Dorothy Jackson v. NCL America
Case No. 14-23460-CIV-WILLIAMS
Dorothy Jackson, a crewmember aboard the Pride of America,
sued her employer, Norwegian Cruise Line, alleging that she
sustained injuries when she slipped and fell on onion skin on
one of the ship’s thoroughfares.
At trial, Norwegian showed that Ms. Jackson could not prove that
Norwegian had actual or constructive notice of the risk-creating
condition. There was no evidence to show how the onion skin got
there, who put it there, or how long it had been on the floor.
There was no evidence that one of Norwegian’s agents or
employees had placed the onion skin on the floor. But more
importantly, whoever dropped the onion skin could have simply
failed to notice it. There was no evidence of anybody seeing
anything on the floor before Ms. Jackson slipped and fell.
The Court adopted McAlpin Conroy’s position and concluded that
there was absolutely no evidence that Norwegian knew, or should
have known, about the onion skin on the floor and corrected the
situation. Even though only the slightest evidence of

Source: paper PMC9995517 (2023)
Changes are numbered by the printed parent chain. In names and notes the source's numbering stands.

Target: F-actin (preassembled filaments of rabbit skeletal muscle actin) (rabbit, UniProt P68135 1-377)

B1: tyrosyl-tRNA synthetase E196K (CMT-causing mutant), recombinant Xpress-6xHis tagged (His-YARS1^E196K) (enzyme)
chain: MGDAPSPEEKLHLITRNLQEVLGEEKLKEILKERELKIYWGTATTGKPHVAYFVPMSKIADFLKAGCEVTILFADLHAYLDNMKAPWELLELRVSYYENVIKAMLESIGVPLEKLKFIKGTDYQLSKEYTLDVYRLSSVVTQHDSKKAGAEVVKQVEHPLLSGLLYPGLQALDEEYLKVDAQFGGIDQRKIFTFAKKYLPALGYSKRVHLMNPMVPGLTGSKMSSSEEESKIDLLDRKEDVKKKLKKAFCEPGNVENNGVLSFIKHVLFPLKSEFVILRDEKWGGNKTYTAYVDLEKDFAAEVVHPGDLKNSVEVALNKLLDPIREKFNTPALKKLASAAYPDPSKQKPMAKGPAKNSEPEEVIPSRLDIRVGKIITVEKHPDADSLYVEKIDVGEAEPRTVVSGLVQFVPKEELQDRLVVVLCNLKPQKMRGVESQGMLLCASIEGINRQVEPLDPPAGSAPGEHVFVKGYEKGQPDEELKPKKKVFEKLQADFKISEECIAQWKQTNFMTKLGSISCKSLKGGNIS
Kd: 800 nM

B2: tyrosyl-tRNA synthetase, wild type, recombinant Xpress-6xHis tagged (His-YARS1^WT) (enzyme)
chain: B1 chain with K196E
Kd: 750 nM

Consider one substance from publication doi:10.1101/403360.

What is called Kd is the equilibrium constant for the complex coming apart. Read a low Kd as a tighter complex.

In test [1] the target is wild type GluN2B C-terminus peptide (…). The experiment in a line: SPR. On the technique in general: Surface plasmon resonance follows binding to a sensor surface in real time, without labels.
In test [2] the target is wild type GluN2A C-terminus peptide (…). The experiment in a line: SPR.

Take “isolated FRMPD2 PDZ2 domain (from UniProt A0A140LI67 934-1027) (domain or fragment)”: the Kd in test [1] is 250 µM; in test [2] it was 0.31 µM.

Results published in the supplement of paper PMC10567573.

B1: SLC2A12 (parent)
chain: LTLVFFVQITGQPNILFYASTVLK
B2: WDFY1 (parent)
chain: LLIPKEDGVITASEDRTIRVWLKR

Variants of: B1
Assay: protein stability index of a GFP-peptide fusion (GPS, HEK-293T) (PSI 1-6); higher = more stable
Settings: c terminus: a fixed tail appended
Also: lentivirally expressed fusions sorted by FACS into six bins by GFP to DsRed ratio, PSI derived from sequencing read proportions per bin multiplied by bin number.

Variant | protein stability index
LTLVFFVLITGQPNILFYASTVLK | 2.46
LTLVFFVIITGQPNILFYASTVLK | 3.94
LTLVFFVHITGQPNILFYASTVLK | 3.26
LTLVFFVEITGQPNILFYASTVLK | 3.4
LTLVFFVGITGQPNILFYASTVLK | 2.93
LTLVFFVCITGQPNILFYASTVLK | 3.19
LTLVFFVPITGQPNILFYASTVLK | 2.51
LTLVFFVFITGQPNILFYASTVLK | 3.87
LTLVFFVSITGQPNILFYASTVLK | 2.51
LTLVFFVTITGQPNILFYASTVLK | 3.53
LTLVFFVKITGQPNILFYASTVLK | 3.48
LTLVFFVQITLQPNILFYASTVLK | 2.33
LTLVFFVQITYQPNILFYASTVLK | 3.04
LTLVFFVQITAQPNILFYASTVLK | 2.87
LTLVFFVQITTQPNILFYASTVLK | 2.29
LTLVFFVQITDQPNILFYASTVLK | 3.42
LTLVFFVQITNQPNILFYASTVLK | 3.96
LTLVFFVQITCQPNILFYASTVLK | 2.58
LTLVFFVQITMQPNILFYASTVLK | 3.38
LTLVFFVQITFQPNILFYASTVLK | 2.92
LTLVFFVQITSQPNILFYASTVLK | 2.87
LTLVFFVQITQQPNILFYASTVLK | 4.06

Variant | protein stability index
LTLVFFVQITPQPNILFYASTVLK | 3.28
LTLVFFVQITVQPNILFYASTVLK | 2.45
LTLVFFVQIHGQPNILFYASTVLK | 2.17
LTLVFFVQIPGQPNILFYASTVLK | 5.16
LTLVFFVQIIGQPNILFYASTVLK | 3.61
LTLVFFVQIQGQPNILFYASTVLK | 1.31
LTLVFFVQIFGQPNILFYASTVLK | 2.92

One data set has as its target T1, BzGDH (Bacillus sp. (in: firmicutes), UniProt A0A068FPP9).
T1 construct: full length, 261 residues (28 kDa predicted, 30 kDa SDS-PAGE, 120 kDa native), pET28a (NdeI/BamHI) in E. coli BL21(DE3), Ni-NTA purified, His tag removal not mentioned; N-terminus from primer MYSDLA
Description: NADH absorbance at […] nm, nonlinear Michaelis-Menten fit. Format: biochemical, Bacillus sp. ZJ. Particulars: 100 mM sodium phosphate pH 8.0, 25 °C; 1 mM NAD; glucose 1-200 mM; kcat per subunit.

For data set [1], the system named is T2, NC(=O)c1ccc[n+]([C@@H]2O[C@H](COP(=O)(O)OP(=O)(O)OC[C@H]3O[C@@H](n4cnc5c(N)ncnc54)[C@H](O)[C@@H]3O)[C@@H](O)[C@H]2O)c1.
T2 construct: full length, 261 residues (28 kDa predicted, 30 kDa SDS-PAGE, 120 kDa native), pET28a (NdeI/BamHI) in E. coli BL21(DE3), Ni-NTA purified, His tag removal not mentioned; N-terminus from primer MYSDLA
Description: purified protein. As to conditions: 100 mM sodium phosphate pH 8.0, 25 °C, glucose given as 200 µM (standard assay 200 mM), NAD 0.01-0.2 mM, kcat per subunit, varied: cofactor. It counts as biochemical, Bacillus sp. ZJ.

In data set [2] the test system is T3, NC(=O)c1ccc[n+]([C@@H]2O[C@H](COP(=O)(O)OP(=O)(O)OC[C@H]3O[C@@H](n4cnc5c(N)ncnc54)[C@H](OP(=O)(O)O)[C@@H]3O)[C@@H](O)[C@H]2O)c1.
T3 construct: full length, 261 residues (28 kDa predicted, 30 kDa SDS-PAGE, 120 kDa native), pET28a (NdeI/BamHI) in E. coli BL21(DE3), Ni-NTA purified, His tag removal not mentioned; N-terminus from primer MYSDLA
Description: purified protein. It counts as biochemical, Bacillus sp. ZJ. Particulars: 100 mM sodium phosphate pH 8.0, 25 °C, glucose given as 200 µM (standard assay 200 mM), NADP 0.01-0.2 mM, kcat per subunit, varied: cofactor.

negligence needs to be shown in Jones Act cases does not mean,
however, that the crewmember may prevail on no evidence at all.
Without being able to prove notice, the U.S. District Court
denied Jackson’s negligence claim.
In addition, in compliance with its maintenance and cure
obligation to crew, Norwegian arranged for Jackson to see a
number of highly qualified doctors. However, Ms. Jackson
rejected the medical treatment offered by Norwegian. From the
onset, she sought to obtain treatment by her own more expensive
physician, rather than from physicians working within
Norwegian’s medical network.
McAlpin Conroy established precedent that the employer is only
liable for the cost of cure at its network rates when the
employer tenders the medical treatment, but the crewmember
elects to proceed with her own physician—at a higher cost.